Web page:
Dame Ellen MacArthur revealed her sailing exploits pale into insignificance compared with the importance of promoting her €900bn (£776bn) “circular economy”.
MacArthur, who became the fastest solo sailor to circumnavigate the globe in 2005, will today unveil the latest report from her foundation, identifying 10 investment “hot spots” which she hopes will turn the global economy on its head.
“As much as I absolutely loved sailing and never thought I’d stop racing, I’ve never done anything as important as this because it really matters,” MacArthur told City A.M., adding:
The circular economy is all about opportunity. It’s all about building a resilient economy. It’s much more important [than sailing].
The circular economy was first unveiled in 2015 and focuses on encouraging investment in firms that identify excess capacity and use technology to make a business from it.
One example of MacArthur's initiative is the way AirBnB has turned helping people let out spare rooms or unoccupied property, into a business worth billions of dollars.
Such firms also play an important environmental role, according to MacArthur, by – in AirBnB's case – mitigating the need to build of excess property.
At the heart of the plans is a push to encourage businesses to develop what we already have and make it sustainable – this extends into three key sections: mobility, farming and food, and manufactured products – rather than invest in less sustainable practices.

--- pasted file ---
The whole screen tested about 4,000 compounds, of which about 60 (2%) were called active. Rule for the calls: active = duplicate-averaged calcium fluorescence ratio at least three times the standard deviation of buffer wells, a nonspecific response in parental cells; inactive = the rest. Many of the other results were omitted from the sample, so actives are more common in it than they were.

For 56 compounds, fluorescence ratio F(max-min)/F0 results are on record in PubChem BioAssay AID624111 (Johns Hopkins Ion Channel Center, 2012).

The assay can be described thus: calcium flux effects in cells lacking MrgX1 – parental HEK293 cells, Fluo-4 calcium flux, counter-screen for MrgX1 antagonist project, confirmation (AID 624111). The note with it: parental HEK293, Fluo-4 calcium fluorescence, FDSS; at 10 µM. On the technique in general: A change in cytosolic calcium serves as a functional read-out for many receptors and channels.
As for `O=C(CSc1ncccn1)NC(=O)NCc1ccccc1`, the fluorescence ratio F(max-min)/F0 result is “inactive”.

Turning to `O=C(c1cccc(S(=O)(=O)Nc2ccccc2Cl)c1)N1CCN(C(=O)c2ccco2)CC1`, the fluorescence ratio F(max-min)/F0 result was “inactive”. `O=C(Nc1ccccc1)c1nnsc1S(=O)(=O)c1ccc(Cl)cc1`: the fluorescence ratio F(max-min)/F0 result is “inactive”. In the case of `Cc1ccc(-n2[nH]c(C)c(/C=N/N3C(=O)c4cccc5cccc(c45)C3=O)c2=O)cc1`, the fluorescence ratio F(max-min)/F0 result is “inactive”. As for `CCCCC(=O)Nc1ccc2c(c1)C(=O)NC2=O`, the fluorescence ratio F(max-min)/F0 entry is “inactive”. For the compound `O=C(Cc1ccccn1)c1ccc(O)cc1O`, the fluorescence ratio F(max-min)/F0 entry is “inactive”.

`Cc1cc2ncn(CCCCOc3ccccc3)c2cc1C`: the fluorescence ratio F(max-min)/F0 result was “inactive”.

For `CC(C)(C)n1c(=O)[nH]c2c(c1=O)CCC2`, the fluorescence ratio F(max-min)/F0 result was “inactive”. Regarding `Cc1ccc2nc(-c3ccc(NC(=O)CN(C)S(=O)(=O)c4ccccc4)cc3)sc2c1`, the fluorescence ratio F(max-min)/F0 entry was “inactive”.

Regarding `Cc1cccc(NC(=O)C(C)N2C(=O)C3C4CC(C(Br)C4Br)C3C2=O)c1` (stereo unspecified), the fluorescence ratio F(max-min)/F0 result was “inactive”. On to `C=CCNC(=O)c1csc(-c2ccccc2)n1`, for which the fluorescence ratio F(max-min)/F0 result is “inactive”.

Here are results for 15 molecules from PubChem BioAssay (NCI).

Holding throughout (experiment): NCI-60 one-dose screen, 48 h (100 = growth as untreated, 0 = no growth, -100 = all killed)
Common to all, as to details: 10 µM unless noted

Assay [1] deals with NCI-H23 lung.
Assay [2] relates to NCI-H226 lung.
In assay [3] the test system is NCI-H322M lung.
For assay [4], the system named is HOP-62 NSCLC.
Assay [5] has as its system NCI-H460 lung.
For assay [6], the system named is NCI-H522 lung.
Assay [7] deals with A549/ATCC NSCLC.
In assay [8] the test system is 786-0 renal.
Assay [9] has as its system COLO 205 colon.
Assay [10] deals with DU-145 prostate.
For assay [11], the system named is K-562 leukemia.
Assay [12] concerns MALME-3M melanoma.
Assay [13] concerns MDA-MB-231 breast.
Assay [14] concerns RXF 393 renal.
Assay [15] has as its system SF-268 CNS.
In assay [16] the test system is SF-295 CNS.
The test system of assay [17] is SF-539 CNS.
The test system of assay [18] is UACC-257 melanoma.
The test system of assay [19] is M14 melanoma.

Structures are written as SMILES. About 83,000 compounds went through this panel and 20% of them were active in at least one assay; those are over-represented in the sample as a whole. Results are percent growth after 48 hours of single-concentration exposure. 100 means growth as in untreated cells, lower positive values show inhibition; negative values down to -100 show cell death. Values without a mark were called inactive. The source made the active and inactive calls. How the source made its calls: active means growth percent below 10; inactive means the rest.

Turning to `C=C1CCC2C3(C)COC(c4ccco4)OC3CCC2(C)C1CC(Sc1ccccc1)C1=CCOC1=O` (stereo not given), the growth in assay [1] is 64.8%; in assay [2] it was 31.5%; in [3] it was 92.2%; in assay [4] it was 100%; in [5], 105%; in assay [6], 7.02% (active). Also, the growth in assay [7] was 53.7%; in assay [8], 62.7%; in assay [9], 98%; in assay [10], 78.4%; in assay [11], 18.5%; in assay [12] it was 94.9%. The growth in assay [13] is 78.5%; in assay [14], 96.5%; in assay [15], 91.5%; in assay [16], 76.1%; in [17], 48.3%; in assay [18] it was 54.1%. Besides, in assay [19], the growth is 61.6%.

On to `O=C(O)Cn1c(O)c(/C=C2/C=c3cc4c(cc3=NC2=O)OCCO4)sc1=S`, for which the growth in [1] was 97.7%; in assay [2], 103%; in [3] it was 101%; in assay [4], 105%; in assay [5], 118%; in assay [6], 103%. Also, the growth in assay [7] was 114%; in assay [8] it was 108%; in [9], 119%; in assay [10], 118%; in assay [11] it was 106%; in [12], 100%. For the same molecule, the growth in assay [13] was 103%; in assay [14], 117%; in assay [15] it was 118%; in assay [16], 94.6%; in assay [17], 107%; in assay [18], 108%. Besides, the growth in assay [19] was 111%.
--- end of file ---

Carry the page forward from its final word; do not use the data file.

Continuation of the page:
Today’s update at the World Economic Forum in Davos specifically identifies the areas the Ellen MacArthur Foundation believes investors should focus on.
“What this report does, about 18 months later, is if you want to unlock that economic growth, from circular economic growth these are the 10 investment themes that you want to focus on,” she said.
MacArthur added there were no easy wins to drive through such a change. She said:
When you are talking about the circular economy you are talking about systemic change to our system. Which in some cases is very hard to do.
Meanwhile, although the foundation has estimated a €900bn economic boost to Europe, MacArthur sees no reason why such business investment cannot be extended globally, with developing nations primed to be successful.
“There is a massive global economic opportunity. In fact it is perhaps even greater in emerging markets because they have the ability to leapfrog our linear system that we have developed as a result of the industrial revolution and move towards a more circular one,” she said.